Cormac Mac Airt was a mythical high king of Ireland and one of the most celebrated kings in Irish tradition. He was sometimes given the epithet Ulfhada (longbearded), which denoted his great wisdom. He was portrayed as an ideal king whose power brought good fortune and prosperity to the whole country. “In his reign the rivers of Ireland were overflowing with fish, forests were difficult to travel due to the amount of fruit on the trees, and the plains were difficult to travel because of all the honey. Peace reigned supreme, crops grew copiously and cows had a massive milk yield”.

Stories of Manannan:
Art was the son of the high king of Ireland. On the night before he was to fight in a battle, Art slept with Achtan. In the battle the next day he was slain, and Lugaidh usurped the throne. After Cormac was born Achtan feared hostility from Lugaidh and took him to the North of Ireland to live with his foster-father, Fiachna. On reaching the age of thirty, his grandfather, a druid, advised him to take the kingship as it was rightfully his. Cormac set out for Tara. Arriving in Tara he met a woman crying because her herd of sheep had been confiscated because they had been caught grazing in the queen’s field of woad. “One shearing for another would have been more just” Cormac wisely answered. Lugaidh heard of this and recognised the truth of this judgement. He accepted the supremacy of Cormac without trouble and handed over the kingship. Cormac restored Tara as it had never been before and built the great fortress of the kings there. One day in Tara Cormac met a stranger who carried a branch bearing three golden apples. These gave out beautiful music when the branch was shaken. Cormac desired the branch and the stranger promised to give it to him in return for the granting of three requests. Cormac agreed. One year later the stranger turned up and asked for Ailbhe, Cormac’s daughter. The next year he asked for Cairbre, his son. Next year he asked for Eithne, his wife. Cormac was disconsolate without this wife and set off after the stranger. He arrived in a strange land where the stranger showed him a pig on a spit and told him that the pig could not be roasted unless four truths were told in its presence. He told Cormac that Ailbhe, Cairbre and Eithne had been untouched while being in his land and asked Cormac to tell a truth. Cormac told him how he had lost his family. The pig was cooked through. The stranger revealed that he was Manannan, the sea deity and that he had brought Cormac to the Land of Promise in order to show him the nature of true wisdom. His family was returned to him and he received the gift of a goblet, which broke into three pieces when a lie was spoken, and which mended when a truth was.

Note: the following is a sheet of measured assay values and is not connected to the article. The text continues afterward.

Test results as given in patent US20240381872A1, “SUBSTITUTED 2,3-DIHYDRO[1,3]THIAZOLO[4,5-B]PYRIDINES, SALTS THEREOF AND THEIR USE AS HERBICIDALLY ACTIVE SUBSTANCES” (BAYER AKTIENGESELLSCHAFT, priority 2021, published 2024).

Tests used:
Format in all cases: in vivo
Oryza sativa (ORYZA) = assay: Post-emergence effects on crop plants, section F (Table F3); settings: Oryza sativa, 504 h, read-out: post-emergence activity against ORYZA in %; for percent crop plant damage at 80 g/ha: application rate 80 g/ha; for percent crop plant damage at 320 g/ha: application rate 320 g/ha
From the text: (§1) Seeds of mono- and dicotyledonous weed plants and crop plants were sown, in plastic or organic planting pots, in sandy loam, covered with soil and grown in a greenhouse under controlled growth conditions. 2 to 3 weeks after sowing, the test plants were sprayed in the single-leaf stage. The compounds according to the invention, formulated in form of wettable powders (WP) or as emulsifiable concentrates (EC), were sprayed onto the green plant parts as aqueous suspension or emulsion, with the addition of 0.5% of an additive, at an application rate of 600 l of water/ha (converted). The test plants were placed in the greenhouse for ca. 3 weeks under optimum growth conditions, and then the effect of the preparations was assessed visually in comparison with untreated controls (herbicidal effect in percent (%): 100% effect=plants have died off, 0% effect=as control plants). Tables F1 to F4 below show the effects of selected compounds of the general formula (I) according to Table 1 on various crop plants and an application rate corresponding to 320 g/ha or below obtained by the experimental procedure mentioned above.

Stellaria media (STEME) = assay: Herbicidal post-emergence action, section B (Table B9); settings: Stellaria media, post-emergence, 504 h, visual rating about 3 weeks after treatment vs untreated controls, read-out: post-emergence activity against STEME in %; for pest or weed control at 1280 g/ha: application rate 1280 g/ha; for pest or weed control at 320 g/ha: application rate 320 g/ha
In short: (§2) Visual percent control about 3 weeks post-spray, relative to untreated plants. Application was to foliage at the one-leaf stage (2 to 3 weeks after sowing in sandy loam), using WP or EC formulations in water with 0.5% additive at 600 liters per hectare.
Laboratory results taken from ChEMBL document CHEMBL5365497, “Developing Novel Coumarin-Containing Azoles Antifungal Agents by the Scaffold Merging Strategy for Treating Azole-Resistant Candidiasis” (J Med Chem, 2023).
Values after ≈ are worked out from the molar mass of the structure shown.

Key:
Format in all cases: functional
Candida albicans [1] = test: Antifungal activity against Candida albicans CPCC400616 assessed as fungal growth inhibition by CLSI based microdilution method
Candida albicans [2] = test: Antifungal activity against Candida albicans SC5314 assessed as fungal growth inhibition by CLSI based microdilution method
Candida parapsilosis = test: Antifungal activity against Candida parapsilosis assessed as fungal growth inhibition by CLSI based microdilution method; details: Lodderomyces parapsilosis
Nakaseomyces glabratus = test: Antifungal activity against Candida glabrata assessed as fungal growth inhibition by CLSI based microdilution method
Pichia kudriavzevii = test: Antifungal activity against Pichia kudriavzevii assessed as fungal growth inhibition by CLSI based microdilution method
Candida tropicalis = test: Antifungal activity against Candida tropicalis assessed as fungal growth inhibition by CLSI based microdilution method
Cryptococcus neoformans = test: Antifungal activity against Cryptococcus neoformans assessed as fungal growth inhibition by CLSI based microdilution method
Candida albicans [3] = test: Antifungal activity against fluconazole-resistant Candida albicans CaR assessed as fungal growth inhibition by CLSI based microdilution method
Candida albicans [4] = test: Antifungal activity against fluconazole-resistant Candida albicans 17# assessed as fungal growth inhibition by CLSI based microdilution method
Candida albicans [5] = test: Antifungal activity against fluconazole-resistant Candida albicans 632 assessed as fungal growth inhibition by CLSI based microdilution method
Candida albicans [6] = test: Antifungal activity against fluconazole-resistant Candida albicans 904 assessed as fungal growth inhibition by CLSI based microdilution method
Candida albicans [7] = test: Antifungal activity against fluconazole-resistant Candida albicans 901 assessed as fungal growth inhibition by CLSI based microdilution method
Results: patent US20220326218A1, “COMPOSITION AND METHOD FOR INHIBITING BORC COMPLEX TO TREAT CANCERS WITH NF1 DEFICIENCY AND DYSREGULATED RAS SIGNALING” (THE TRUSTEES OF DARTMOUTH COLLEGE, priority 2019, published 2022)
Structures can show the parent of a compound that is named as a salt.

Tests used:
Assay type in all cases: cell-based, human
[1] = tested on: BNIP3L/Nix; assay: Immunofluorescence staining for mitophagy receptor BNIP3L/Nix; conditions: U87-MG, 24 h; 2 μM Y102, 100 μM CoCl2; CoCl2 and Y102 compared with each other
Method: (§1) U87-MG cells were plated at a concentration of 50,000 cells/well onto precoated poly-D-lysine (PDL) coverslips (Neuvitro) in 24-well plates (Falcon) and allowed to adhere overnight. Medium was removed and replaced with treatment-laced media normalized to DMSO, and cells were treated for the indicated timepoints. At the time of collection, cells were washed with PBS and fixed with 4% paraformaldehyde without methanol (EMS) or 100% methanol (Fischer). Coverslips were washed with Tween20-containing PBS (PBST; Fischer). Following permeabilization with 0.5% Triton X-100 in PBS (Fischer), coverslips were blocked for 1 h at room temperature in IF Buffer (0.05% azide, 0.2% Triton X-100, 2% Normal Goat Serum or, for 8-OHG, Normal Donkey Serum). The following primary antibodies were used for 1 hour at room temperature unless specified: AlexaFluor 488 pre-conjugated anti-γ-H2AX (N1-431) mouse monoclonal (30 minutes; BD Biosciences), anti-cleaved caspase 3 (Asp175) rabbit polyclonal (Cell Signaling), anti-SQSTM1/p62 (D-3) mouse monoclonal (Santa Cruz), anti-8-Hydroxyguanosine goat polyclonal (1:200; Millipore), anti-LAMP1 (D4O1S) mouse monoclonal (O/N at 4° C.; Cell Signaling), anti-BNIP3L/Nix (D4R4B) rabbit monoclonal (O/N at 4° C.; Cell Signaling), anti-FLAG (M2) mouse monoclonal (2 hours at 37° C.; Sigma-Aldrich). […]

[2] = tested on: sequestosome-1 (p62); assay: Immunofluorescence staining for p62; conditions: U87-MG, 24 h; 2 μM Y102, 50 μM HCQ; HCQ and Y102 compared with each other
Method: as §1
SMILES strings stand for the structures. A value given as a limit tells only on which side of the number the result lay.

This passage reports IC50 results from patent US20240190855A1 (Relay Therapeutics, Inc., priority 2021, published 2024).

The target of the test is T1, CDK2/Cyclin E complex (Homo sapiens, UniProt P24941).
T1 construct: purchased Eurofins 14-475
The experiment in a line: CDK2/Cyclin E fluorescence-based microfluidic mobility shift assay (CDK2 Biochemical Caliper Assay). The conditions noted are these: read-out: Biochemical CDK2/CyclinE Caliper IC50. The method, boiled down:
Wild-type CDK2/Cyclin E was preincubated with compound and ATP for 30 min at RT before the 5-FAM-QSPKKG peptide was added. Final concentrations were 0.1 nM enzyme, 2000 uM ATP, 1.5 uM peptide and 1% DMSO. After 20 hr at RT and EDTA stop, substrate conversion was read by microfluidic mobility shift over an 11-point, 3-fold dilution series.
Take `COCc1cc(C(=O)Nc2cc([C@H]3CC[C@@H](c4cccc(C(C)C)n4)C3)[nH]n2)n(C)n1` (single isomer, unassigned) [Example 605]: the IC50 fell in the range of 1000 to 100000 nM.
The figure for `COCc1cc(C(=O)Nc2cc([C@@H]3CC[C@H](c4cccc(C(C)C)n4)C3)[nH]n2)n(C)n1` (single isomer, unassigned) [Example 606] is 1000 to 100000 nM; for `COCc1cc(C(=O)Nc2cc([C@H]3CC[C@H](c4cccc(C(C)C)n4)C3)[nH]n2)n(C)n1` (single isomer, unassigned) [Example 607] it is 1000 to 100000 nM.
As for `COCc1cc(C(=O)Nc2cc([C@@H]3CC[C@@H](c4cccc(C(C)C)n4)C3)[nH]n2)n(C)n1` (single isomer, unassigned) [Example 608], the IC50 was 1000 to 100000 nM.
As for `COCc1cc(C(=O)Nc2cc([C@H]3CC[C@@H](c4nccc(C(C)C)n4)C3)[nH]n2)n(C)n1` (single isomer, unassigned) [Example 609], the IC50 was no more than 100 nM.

Cormac is always portrayed as the Solomon of the Irish, making wise decisions and counsels. His accession to sovereignty of Tara is portrayed in terms which emphasise his wisdom and justice. He is a hero, not of martial prowess, but of kingship. He commanded huge loyalty from his followers, and was always a man of his word.